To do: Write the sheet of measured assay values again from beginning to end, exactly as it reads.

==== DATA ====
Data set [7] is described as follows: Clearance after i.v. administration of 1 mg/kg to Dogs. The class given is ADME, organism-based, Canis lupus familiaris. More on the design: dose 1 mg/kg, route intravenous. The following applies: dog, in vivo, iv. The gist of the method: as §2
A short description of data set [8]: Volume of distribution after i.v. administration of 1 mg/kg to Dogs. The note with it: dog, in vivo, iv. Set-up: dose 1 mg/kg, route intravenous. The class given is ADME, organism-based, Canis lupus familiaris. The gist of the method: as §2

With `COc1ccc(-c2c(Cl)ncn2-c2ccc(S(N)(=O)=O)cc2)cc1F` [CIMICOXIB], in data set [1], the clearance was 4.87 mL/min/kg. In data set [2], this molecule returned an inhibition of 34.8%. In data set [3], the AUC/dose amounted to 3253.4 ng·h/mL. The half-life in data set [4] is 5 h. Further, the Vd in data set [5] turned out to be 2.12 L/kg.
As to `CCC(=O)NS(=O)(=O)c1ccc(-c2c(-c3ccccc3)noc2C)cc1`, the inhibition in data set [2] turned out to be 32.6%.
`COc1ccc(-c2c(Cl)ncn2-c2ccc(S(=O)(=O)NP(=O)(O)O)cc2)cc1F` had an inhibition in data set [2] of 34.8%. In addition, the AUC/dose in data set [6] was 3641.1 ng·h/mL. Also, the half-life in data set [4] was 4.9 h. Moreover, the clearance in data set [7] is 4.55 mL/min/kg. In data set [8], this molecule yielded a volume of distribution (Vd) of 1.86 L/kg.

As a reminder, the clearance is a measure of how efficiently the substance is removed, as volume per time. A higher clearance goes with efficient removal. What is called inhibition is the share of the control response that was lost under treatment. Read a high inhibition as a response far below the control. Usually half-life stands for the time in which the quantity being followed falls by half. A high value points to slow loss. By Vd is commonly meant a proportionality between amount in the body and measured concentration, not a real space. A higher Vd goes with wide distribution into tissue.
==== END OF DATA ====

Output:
Data set [7] is described as follows: Clearance after i.v. administration of 1 mg/kg to Dogs. The class given is ADME, organism-based, Canis lupus familiaris. More on the design: dose 1 mg/kg, route intravenous. The following applies: dog, in vivo, iv. The gist of the method: as §2
A short description of data set [8]: Volume of distribution after i.v. administration of 1 mg/kg to Dogs. The note with it: dog, in vivo, iv. Set-up: dose 1 mg/kg, route intravenous. The class given is ADME, organism-based, Canis lupus familiaris. The gist of the method: as §2

With `COc1ccc(-c2c(Cl)ncn2-c2ccc(S(N)(=O)=O)cc2)cc1F` [CIMICOXIB], in data set [1], the clearance was 4.87 mL/min/kg. In data set [2], this molecule returned an inhibition of 34.8%. In data set [3], the AUC/dose amounted to 3253.4 ng·h/mL. The half-life in data set [4] is 5 h. Further, the Vd in data set [5] turned out to be 2.12 L/kg.
As to `CCC(=O)NS(=O)(=O)c1ccc(-c2c(-c3ccccc3)noc2C)cc1`, the inhibition in data set [2] turned out to be 32.6%.
`COc1ccc(-c2c(Cl)ncn2-c2ccc(S(=O)(=O)NP(=O)(O)O)cc2)cc1F` had an inhibition in data set [2] of 34.8%. In addition, the AUC/dose in data set [6] was 3641.1 ng·h/mL. Also, the half-life in data set [4] was 4.9 h. Moreover, the clearance in data set [7] is 4.55 mL/min/kg. In data set [8], this molecule yielded a volume of distribution (Vd) of 1.86 L/kg.

As a reminder, the clearance is a measure of how efficiently the substance is removed, as volume per time. A higher clearance goes with efficient removal. What is called inhibition is the share of the control response that was lost under treatment. Read a high inhibition as a response far below the control. Usually half-life stands for the time in which the quantity being followed falls by half. A high value points to slow loss. By Vd is commonly meant a proportionality between amount in the body and measured concentration, not a real space. A higher Vd goes with wide distribution into tissue.